Self-employment and small-scale entrepreneurship
This lection will introduce you to the concept of self-employent and small-scale entrepreneurship. It will explain what small-scale businesses can be like, including advantages and challenges, and what the profile of entrepreneurs can look like.
Defining self-employment and small-scale businesses
Self-employed individuals work solely for themselves and contract directly with clients. This means, they do not work for a specific employer who pays them a consistent salary. Self-employed individuals can be considered entrepreneurs when they run a small-scale business (with or without a few employees).
Self-employed persons/small businesses may be involved in a variety of activities, but generally are highly skilled/highly specialized at a particular kind of work. Craftspeople, takeaway owners, nail artists, electricians, graphic designers, florists, may all be self-employed persons/run small businesses.
According to the number of employees and annual turnover of a business, the European Union distinguishes between different kinds of small to medium sized businesses (SME’s):
Table 1: https://ec.europa.eu/growth/smes/business-friendly-environment/sme-definition/
The distinction is important as there exist many regional, national and EU business-support programs targeted specifically at SME’s (see more on funding opportunities in module 7 of this training).
Advantages and Challenges of self-employment
In a study conducted within the European Union, self-employed people assess their work situation quite differently. The majority of the respondents became self-employed because they prefer this option. However, one in five report that they only became self-employed because there were no alternatives open to them.
A great deal of job flexibility and enjoying autonomy are considered two of the main positive traits associated with entrepreneurship. However, not all enjoy being their own boss or find it easy to bear the responsibility of having their own business. This seems to be linked to becoming self-employed out of necessity rather than opportunity.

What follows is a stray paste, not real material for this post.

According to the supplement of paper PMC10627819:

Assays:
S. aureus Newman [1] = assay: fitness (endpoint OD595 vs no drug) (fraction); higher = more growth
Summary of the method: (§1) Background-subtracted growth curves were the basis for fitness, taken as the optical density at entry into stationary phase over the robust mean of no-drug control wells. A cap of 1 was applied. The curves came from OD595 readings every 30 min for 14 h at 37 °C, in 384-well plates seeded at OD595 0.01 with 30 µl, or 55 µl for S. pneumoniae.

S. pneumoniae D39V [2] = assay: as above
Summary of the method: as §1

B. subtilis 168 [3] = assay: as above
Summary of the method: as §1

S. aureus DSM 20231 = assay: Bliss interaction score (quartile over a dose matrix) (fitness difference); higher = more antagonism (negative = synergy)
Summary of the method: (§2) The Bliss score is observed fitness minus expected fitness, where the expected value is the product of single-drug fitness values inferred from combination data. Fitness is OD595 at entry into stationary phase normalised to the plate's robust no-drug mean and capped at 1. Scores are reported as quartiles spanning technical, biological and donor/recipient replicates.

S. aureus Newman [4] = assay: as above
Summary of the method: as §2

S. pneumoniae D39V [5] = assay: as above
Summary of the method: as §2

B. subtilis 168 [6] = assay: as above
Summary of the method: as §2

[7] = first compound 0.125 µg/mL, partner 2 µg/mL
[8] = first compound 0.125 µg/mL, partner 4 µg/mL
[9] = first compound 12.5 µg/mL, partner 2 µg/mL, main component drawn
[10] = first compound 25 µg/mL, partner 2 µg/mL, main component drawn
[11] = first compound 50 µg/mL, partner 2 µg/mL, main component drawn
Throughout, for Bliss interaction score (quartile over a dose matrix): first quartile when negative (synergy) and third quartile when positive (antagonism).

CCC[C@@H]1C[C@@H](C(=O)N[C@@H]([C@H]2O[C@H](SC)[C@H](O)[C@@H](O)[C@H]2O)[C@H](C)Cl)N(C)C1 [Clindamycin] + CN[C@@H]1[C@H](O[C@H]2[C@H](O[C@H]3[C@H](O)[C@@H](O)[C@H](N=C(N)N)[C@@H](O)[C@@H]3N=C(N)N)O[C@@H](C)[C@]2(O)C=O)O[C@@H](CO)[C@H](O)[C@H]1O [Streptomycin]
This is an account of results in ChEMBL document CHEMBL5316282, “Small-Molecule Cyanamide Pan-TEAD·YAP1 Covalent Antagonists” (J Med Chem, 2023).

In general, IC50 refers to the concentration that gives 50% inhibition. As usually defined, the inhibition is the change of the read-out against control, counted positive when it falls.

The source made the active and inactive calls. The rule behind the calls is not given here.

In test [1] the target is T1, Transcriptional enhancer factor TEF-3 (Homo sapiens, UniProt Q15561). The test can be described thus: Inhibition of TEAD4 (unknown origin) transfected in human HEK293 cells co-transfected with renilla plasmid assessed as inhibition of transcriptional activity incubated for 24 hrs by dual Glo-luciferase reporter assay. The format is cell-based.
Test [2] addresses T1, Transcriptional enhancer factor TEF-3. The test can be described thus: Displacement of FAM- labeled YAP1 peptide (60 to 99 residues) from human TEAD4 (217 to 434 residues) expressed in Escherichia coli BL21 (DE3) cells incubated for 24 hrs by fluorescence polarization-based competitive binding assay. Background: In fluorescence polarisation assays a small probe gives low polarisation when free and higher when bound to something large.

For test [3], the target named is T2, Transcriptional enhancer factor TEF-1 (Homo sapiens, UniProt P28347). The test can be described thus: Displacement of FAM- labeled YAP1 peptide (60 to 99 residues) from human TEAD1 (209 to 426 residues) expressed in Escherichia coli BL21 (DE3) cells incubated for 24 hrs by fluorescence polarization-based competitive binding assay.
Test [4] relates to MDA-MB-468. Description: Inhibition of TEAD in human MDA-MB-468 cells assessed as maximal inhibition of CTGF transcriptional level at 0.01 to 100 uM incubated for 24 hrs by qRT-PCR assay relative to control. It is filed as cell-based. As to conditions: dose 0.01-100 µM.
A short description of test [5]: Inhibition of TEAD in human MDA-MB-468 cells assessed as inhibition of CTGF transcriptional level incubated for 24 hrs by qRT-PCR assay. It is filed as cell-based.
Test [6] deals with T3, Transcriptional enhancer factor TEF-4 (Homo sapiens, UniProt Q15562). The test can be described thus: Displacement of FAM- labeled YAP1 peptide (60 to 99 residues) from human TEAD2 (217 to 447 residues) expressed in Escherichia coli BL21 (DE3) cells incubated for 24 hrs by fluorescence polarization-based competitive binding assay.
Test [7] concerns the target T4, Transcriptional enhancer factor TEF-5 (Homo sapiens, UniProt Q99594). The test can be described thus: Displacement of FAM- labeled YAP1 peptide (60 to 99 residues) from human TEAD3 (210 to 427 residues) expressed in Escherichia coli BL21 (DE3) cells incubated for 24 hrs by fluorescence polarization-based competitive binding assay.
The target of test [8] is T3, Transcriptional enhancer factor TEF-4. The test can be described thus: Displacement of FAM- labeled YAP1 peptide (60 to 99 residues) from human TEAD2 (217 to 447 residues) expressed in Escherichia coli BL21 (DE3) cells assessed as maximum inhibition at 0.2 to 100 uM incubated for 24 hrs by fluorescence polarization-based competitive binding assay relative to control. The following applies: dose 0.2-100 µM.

Some of the main challenges of self-employment are:
- Being responsible for every aspect of your business: While this is a benefit for many, it can be tiresome and lead to burn-out. It is important to plan time away from the responsibilities.
- Instability: The number of your clients or sales can vary each month, and so can your income. Also, many self-employed face financial uncertainty in case of a long-term sickness. Financial plans, backups, and insurances are important to help tackle the challenge.
The study also shows that those who genuinely choose to become self-employed are more likely to enjoy the challenges that come with being their own boss. This can lead to more sustainable forms of self-employment.
The profile of an entrepreneur
An entrepreneur is commonly understood to be a person who sets up a business, taking on financial risks in the hope of profit. An entrepreneur can have employees, but that is not always the case. In most European countries, in order to set up a business and be considered an entrepreneur, a self-employed person has to enrol on a business register. However, for earnings below a certain level, the self-employed person may not have to enrol. Additional requirements (like special permits or certificates) to register a business can be added for certain groups.
Who can become an entrepreneur?
There are no limits on who can become an entrepreneur. You do not necessarily need a university degree or business experience. However, an educational foundation (like this training) can be useful to start a successful business.
There are no limits on who can become an entrepreneur! (created by rawpixel.com)
One of the most important aspects for becoming an entrepreneur is that you have a strong plan and also the motivation to see the plan through. A strong determination, organisational talent and willingness to tackle and overcome challenges also help.
You can take an online test that may help you assess your entrepreneurial potential (click on the picture):References: